• The owners of the processing enterprise are no anonymous overseas shareholders, but the very local farmers that cultivate their lands.

(Statement taken from the Gota Verde webpage http://web.archive.org/web/20161022120934/http://gotaverde.org:80/) (5).

Project Components

  1. Coordination- The Project brought together a wide range of highly skilled individuals to ensure that all models and technologies demonstrated the highest possible quality while meeting the needs of BYSA and future co-beneficiaries. (see Figure B below for hierarchical layout of all organizations involved.)
  2. Business Development- One of the main focuses of the Gota Verde project was to create a sustainable company that could take on the organization of production and distribution of the biofuels that were being created through the project. The creation of BYSA in May 2008 accomplished this goal.
  3. Agriculture Development- The goal of the project was to ensure that 700 hectacres of oilseed plants were planted during the project period of 2007-2009. The major crops invested in are jatropha (pinon) and castor (higuerilla), with a agricultural productivity investigations being conducted on soy, colza, sunflower, rape (canola), and turnip fodder plants. (see Figure C - Jatropha Plantation)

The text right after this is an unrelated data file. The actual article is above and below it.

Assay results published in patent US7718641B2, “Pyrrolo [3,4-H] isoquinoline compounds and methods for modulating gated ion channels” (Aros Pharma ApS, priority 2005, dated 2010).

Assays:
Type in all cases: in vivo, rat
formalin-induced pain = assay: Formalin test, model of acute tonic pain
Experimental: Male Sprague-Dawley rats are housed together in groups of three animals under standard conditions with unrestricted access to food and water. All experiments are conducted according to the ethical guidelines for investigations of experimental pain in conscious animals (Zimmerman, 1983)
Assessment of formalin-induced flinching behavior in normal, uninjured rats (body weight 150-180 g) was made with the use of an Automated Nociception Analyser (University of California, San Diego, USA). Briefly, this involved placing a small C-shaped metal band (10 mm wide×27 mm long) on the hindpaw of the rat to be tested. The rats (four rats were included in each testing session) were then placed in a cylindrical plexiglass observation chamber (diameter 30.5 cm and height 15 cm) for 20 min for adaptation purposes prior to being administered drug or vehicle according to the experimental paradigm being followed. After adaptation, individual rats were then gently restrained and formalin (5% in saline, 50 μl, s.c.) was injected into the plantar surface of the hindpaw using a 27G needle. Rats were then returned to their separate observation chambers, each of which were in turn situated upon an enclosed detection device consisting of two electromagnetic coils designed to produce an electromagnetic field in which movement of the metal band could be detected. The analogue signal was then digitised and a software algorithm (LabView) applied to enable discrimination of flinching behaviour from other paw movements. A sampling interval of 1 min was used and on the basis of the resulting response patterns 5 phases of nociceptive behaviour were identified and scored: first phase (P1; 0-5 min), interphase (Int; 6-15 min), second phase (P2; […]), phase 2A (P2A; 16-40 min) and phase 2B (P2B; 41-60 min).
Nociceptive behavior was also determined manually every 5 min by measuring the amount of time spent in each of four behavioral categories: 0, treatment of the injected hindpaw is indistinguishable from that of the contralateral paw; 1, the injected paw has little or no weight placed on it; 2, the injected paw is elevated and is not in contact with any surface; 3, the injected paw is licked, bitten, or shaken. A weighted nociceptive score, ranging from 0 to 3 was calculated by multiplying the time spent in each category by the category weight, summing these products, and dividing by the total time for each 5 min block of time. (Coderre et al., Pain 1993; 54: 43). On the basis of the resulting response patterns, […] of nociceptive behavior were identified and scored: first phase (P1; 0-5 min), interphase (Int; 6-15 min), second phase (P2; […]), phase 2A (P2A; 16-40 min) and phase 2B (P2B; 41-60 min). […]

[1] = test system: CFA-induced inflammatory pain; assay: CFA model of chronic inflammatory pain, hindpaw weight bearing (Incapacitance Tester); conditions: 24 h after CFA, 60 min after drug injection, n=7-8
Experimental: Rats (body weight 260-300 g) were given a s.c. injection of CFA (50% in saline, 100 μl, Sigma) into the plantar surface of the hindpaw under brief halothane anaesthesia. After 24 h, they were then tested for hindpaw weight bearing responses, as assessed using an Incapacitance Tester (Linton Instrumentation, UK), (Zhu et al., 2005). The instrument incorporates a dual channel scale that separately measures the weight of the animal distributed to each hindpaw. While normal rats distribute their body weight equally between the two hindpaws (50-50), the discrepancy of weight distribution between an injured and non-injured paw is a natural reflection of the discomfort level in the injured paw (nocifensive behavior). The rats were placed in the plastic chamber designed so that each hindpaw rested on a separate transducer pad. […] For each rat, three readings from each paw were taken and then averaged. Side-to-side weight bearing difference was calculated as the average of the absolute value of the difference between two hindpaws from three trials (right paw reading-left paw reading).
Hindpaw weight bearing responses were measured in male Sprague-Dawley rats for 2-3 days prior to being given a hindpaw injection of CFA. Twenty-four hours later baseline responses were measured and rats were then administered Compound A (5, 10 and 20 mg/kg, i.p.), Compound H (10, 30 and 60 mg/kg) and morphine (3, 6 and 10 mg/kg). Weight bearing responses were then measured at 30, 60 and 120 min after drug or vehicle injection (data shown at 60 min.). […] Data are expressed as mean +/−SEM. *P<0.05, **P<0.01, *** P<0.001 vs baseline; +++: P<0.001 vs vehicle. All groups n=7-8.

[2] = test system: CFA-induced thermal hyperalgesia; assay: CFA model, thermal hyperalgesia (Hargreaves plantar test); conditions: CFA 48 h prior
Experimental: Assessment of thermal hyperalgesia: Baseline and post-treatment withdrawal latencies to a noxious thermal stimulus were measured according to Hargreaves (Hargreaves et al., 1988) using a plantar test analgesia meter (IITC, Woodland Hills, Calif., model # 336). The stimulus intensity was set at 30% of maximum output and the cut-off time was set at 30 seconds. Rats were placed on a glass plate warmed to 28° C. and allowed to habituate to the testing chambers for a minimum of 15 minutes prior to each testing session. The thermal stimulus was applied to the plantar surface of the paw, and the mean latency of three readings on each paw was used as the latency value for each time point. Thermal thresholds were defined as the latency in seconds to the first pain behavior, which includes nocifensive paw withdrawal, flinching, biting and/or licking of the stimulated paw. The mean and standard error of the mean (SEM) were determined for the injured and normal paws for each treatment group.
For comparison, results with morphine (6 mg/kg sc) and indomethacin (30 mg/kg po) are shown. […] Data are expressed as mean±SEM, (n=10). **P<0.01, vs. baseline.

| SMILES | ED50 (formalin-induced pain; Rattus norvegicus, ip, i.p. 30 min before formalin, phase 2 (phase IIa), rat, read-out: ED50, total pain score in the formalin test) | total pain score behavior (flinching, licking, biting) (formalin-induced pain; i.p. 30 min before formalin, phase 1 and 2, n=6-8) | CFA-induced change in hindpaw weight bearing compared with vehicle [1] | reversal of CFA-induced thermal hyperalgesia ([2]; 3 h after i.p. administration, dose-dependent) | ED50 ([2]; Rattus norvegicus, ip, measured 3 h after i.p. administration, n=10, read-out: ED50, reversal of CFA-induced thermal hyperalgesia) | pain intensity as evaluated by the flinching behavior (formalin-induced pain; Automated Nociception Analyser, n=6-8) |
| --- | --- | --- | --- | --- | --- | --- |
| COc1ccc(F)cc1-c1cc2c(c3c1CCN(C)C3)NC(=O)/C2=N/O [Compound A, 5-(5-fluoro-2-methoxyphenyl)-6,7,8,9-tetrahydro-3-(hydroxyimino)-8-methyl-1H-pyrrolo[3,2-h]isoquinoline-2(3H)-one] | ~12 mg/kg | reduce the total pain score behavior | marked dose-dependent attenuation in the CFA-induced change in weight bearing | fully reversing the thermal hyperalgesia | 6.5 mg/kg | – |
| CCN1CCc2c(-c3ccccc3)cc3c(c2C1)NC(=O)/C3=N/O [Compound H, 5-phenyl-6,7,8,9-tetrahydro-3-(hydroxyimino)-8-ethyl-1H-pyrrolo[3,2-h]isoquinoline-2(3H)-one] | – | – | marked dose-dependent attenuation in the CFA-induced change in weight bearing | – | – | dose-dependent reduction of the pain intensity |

4. Processing- The processing done in this project focuses mainly on oil extraction and maximizing all by-products to enhance the value that is added by local markets. There are three main processes invovled in the processing of oil seed crops:
  • Shelling/Dehusking (preparing and separating various parts of the nuts)
  • Drying (using solar energy to prepare the seeds/nuts for extraction)
  • Transportation (delivering the seeds from the point of harvest and processing to point of oil extraction)
  1. Adaptation of Diesel engines- Conversion of traditional Diesel engines for the use of biofuel requires not only the fuel but an adjustment with the fueling system that heats the PPO (pure plant oil) prior to injection into the fuel system to prevent long term engine damage. Diesel engine conversion also promotes the use of biofuel or PPO's for long term energy generation in rural areas, as can be seen demonstrated in the FACT project in Mali http://www.fact-fuels.org.